Bulgarian, Cantonese, Catalan, Caucasian, Cebuano, Chattisgarhi, Chinese,Coorgi, Creole, Croatian, Czech, Danish, Dusun, Dutch, Esperanto,Estonian, Farsi, Finnish, Flemish, French, Fuzhou, Galician, Garwali,German, Greek, Gujarati, Haryanvi, Hawaiian, Hebrew, Hindi, Hokkien,Hungarian, Icelandic, Ilocano, Ilonggo, Indonesian, Irish, Italian, Japanese,Kadazan, Kannada, Kiswahili, Klingon, Konkani, Korean, Kurdish, Kutchi,Latin, Latvian, Lithuanian, Macedonian, Maithli, Malay, Malayalam,Mandarin, Manipuri, Marathi, Marwari, Nepali, Norwegian, Orriya, PaDutch, Pig Latin, Plattduitsch, Polish, Portuguese, Punjabi, Pushto,Rajasthani, Romanian, Russian, Sanskrit, Serbian, Shanghainese, Sindhi,Slovenian, Sowrashtra, Spanish, Swedish, Swiss German, Tagalog, Tamil,Telugu, Thai, Tulu, Turkish, Ukrainian, Urdu, Vietnamese, Visayan,Yiddish and Yupik! By smoothing estimates, it is safe to predict that at leasta few hundred more are spoken by AMT workers.There are some fuzzy (and not so fuzzy) interpretations. Hindi and Urdu areone language with some minor dialectal variation, as are Indonesian andMalay. At the other end, a number of the participants who reported speaking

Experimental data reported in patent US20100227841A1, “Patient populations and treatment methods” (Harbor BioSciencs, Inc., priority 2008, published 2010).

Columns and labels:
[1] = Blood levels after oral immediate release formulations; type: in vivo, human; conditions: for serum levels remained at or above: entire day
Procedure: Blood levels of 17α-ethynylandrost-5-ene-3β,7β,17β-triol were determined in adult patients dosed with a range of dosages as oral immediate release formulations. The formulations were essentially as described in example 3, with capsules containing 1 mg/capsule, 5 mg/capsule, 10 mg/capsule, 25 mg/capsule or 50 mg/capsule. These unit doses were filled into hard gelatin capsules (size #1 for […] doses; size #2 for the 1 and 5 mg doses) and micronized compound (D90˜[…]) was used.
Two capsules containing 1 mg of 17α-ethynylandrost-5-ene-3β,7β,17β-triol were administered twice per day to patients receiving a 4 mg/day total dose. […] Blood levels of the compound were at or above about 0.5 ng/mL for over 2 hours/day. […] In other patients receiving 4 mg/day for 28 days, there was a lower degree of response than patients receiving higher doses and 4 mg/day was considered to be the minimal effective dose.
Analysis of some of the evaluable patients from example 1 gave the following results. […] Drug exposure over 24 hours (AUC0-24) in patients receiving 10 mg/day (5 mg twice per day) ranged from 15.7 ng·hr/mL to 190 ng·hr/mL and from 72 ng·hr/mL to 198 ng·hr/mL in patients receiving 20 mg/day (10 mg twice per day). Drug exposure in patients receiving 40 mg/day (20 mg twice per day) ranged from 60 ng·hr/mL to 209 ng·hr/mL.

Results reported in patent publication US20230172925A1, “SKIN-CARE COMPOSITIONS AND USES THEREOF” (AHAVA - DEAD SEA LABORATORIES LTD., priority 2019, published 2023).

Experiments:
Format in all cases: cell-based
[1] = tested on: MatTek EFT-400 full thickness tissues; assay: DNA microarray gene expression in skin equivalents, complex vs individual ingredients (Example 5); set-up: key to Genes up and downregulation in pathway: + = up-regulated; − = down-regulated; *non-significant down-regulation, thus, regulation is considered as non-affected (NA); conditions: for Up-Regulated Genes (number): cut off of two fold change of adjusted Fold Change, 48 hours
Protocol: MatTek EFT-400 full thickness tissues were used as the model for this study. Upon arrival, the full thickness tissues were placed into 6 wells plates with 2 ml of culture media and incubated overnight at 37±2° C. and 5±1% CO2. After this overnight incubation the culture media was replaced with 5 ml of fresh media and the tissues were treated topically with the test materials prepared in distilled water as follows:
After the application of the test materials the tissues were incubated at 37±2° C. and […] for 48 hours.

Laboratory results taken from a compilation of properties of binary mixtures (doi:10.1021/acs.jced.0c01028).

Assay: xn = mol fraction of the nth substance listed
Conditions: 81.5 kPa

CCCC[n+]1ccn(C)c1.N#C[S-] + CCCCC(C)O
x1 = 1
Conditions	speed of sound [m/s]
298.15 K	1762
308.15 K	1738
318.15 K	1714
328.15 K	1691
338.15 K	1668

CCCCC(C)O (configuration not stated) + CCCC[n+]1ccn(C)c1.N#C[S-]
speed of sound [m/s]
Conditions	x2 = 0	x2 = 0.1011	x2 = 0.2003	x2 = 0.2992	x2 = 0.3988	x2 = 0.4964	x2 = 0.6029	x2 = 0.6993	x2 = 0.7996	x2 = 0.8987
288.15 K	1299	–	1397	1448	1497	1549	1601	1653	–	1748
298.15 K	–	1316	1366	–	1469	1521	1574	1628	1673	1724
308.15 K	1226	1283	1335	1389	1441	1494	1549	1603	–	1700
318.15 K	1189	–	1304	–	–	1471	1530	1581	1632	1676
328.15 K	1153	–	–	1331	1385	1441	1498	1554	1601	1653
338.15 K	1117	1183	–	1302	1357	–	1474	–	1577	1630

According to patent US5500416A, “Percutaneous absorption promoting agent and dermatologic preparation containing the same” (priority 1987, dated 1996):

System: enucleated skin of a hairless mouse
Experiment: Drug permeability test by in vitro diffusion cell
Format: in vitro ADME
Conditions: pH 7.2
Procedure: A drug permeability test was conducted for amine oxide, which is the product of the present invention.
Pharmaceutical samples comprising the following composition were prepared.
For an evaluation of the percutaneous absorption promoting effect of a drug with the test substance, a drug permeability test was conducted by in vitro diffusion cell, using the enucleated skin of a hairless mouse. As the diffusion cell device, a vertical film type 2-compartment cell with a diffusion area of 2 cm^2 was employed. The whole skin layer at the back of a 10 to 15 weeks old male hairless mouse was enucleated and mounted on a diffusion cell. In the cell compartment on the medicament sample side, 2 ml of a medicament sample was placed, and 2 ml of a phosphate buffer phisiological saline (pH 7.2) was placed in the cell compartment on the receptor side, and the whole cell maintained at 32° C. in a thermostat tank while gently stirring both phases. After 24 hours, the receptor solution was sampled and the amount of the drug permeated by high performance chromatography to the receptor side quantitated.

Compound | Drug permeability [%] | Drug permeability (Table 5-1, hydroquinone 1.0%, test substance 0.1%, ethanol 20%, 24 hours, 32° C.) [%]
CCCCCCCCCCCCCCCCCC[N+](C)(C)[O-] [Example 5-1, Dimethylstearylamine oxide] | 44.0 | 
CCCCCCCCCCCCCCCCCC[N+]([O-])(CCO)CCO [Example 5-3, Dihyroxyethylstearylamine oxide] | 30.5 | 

‘Chinese’ probably speak any number of related languages, as distinctlanguages are often called ‘dialects’ within China, especially in relation to
the more prestige language
s. ‘Pig Latin’ is not a language. The one personwho claimed to speak Klingon … well, who knows, perhaps they do.
 I combined the results with theWALS database to map the lineage and origin of many of the languages, showing a huge geographical bias in the